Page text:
[crossposted to alt.sci.physics and sci.physics]
I want to write a bowling computer simulation, and so I'm interested in
learning about the physics involved in the game. I've tried Google, but most
of the explanations I've found have made unacceptable simplifying
assumptions, such as the ball being of uniform density, or that the ball's
initial state is rolling across the lane.
I haven't played much bowling myself, but from my research, I've
gathered that bowling balls are specifically designed with non-uniform
density (e.g. the core being made of denser material, and the shape of the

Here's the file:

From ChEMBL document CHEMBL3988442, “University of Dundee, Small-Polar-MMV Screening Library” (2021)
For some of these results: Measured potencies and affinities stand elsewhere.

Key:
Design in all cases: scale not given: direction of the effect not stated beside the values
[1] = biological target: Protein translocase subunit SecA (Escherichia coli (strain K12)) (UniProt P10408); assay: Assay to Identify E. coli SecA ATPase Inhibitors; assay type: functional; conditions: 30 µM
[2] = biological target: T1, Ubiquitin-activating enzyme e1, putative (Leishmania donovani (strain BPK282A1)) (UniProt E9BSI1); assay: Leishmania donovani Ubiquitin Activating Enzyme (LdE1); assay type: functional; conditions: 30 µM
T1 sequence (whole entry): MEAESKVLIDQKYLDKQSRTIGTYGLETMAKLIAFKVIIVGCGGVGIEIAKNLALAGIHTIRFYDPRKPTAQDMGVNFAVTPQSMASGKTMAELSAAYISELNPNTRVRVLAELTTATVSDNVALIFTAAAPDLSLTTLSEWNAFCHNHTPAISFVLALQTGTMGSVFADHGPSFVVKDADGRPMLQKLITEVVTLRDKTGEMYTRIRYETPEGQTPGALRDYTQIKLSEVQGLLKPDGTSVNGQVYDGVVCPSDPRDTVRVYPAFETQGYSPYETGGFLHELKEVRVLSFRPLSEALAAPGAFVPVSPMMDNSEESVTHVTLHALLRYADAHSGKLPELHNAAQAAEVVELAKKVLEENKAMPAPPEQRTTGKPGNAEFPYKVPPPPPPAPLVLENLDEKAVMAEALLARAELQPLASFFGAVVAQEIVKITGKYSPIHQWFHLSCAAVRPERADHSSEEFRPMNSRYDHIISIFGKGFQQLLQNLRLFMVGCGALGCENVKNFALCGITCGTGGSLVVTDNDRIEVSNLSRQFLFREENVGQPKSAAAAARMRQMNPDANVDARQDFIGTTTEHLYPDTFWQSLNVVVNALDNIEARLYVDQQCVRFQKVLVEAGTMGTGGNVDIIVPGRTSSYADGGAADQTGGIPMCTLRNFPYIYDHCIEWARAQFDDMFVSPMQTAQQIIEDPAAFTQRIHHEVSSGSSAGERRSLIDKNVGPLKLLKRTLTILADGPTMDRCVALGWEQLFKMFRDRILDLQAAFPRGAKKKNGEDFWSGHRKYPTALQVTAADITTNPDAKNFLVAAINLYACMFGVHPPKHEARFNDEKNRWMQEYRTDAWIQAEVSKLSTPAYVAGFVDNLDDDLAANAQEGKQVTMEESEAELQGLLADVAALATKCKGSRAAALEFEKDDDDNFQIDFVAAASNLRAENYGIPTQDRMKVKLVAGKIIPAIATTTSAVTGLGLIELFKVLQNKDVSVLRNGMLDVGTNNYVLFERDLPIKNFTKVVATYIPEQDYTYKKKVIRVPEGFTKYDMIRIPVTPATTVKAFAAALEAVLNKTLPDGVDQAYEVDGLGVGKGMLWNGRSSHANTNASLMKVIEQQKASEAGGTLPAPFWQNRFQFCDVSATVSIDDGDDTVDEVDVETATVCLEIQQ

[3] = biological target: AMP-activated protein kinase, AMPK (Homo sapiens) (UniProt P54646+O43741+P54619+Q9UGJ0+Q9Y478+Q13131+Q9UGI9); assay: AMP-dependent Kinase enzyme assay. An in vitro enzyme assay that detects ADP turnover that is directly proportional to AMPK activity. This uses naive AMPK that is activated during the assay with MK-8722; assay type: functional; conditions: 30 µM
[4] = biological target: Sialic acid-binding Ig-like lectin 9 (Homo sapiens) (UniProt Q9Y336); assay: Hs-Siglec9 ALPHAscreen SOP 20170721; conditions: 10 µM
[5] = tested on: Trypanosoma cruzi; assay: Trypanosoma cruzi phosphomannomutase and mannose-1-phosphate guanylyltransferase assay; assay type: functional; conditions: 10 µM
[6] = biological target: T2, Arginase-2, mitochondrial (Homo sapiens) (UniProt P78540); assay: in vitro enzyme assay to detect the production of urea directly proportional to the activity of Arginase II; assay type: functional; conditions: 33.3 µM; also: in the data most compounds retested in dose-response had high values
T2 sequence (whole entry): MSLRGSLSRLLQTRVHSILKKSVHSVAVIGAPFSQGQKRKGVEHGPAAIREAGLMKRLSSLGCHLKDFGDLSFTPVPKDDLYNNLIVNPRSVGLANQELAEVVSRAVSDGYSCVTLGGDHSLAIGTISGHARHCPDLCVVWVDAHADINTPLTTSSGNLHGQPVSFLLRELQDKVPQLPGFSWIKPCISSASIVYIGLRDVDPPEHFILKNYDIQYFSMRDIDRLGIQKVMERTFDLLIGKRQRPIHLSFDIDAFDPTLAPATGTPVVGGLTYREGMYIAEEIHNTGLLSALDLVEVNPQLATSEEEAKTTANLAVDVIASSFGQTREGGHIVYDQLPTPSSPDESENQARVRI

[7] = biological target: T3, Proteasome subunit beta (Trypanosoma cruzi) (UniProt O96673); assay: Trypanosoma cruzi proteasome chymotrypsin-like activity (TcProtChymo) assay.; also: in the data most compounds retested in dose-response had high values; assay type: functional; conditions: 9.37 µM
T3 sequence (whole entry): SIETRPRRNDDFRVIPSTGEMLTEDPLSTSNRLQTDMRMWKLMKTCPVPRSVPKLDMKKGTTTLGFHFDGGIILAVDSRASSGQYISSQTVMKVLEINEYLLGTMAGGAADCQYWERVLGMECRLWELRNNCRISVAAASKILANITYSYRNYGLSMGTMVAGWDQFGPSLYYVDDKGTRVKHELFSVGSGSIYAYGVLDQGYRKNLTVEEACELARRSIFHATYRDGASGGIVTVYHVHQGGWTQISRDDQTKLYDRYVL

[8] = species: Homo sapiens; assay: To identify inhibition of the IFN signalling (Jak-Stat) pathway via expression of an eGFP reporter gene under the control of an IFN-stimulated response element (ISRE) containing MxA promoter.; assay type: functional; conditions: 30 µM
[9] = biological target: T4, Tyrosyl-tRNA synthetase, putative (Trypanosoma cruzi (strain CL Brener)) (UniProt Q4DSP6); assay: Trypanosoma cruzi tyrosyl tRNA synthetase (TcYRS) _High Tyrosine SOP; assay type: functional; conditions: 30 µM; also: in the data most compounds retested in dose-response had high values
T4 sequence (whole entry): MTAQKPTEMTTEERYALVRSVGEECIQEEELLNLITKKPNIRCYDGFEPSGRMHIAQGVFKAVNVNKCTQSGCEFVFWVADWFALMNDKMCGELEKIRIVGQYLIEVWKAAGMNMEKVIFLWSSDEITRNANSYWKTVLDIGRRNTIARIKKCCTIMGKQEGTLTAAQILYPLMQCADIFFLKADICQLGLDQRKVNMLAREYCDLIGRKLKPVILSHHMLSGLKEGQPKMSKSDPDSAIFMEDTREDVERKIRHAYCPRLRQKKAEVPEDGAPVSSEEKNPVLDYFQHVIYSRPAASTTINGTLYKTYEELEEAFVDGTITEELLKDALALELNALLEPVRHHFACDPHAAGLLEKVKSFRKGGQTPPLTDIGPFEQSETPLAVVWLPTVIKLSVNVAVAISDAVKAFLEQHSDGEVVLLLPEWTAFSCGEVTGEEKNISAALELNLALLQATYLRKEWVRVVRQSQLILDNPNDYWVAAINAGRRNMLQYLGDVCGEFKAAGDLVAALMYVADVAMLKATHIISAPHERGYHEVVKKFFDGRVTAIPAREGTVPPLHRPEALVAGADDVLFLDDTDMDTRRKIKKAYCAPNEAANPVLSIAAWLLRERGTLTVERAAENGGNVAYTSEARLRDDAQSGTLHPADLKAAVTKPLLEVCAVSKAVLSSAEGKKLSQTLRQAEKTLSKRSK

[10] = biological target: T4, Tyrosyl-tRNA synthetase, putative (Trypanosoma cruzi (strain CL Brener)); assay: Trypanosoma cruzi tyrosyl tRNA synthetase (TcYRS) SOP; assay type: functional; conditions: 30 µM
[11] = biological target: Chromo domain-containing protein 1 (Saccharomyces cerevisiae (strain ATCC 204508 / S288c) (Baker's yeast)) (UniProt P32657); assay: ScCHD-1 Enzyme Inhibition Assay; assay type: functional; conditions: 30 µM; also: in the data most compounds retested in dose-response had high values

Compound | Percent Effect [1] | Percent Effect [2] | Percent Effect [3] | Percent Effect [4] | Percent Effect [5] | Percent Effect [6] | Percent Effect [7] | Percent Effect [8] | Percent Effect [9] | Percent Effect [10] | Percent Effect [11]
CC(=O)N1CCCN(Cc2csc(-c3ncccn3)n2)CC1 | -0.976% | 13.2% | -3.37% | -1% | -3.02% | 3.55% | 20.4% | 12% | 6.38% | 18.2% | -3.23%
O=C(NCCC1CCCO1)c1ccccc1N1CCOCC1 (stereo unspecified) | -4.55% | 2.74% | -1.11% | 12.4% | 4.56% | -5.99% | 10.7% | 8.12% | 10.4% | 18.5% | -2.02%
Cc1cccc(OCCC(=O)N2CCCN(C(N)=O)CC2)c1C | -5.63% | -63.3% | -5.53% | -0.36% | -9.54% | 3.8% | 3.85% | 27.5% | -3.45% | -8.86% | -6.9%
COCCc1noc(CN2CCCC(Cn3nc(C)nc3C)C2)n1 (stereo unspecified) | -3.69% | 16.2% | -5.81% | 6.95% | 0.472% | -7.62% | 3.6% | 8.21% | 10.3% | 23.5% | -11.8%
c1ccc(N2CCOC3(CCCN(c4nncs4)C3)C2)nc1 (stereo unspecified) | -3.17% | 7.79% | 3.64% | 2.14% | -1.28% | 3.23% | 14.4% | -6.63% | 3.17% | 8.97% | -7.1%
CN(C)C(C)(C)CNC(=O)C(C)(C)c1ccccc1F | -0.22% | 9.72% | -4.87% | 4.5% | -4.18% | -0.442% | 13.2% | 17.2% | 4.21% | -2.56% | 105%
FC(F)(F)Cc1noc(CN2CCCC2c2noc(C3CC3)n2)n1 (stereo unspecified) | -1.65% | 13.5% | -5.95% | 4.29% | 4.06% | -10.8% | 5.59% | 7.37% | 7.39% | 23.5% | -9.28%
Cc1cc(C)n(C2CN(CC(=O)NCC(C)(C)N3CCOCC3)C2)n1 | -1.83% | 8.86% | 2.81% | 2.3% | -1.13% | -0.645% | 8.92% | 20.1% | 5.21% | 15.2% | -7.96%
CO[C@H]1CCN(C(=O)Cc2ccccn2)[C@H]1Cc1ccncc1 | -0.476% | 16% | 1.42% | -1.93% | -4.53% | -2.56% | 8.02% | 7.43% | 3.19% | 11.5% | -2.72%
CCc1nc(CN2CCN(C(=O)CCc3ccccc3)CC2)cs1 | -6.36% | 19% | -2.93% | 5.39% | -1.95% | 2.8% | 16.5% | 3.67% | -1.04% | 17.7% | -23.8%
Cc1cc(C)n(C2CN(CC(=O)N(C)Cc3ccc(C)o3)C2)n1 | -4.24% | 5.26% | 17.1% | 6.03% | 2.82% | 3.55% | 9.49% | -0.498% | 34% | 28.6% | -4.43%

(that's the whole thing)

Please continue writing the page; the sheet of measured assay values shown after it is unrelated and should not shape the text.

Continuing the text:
core frequently NOT being spherically symmetrical) so as to enhance to
dampen a bowler's natural hook, or curvature of the bowling ball as it
approaches the pin.
I also found that when bowling balls are released, they initially slide
for some distance before the friction between the lane and the ball causes
the ball to start rolling, which allows the bowler to control the point
during the the hook "kicks in".
Are there any resources I can look at for a more realistic (as in, fewer
simplifying assumption) explanation of the physics of bowling?